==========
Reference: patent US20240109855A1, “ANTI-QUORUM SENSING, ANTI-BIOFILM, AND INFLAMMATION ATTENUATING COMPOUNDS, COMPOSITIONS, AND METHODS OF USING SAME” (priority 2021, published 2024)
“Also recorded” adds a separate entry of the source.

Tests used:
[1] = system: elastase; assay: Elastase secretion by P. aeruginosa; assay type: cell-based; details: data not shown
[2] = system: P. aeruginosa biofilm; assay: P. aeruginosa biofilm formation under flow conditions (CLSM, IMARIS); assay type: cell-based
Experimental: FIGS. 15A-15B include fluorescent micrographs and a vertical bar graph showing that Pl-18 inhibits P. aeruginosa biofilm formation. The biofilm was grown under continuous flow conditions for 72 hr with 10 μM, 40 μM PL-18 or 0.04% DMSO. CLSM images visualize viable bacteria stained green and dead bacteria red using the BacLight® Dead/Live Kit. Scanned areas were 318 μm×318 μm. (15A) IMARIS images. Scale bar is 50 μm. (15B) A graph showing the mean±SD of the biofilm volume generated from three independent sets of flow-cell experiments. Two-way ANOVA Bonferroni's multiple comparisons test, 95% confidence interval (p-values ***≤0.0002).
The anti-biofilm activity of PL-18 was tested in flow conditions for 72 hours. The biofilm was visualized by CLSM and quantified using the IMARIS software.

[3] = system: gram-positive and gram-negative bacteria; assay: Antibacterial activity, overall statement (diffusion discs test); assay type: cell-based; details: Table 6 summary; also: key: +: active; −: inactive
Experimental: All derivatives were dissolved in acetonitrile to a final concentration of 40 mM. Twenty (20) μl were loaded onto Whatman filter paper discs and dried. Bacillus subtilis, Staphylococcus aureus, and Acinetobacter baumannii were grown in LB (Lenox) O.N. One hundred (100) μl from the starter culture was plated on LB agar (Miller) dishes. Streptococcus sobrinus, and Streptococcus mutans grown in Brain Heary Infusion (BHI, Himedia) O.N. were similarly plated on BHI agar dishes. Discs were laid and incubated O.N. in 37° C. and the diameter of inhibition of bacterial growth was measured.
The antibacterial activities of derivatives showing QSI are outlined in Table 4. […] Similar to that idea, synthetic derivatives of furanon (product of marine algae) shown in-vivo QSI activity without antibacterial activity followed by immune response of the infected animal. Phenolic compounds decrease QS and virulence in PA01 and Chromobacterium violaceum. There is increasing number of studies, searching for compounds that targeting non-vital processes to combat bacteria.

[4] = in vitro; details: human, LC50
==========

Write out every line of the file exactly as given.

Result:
Reference: patent US20240109855A1, “ANTI-QUORUM SENSING, ANTI-BIOFILM, AND INFLAMMATION ATTENUATING COMPOUNDS, COMPOSITIONS, AND METHODS OF USING SAME” (priority 2021, published 2024)
“Also recorded” adds a separate entry of the source.

Tests used:
[1] = system: elastase; assay: Elastase secretion by P. aeruginosa; assay type: cell-based; details: data not shown
[2] = system: P. aeruginosa biofilm; assay: P. aeruginosa biofilm formation under flow conditions (CLSM, IMARIS); assay type: cell-based
Experimental: FIGS. 15A-15B include fluorescent micrographs and a vertical bar graph showing that Pl-18 inhibits P. aeruginosa biofilm formation. The biofilm was grown under continuous flow conditions for 72 hr with 10 μM, 40 μM PL-18 or 0.04% DMSO. CLSM images visualize viable bacteria stained green and dead bacteria red using the BacLight® Dead/Live Kit. Scanned areas were 318 μm×318 μm. (15A) IMARIS images. Scale bar is 50 μm. (15B) A graph showing the mean±SD of the biofilm volume generated from three independent sets of flow-cell experiments. Two-way ANOVA Bonferroni's multiple comparisons test, 95% confidence interval (p-values ***≤0.0002).
The anti-biofilm activity of PL-18 was tested in flow conditions for 72 hours. The biofilm was visualized by CLSM and quantified using the IMARIS software.

[3] = system: gram-positive and gram-negative bacteria; assay: Antibacterial activity, overall statement (diffusion discs test); assay type: cell-based; details: Table 6 summary; also: key: +: active; −: inactive
Experimental: All derivatives were dissolved in acetonitrile to a final concentration of 40 mM. Twenty (20) μl were loaded onto Whatman filter paper discs and dried. Bacillus subtilis, Staphylococcus aureus, and Acinetobacter baumannii were grown in LB (Lenox) O.N. One hundred (100) μl from the starter culture was plated on LB agar (Miller) dishes. Streptococcus sobrinus, and Streptococcus mutans grown in Brain Heary Infusion (BHI, Himedia) O.N. were similarly plated on BHI agar dishes. Discs were laid and incubated O.N. in 37° C. and the diameter of inhibition of bacterial growth was measured.
The antibacterial activities of derivatives showing QSI are outlined in Table 4. […] Similar to that idea, synthetic derivatives of furanon (product of marine algae) shown in-vivo QSI activity without antibacterial activity followed by immune response of the infected animal. Phenolic compounds decrease QS and virulence in PA01 and Chromobacterium violaceum. There is increasing number of studies, searching for compounds that targeting non-vital processes to combat bacteria.

[4] = in vitro; details: human, LC50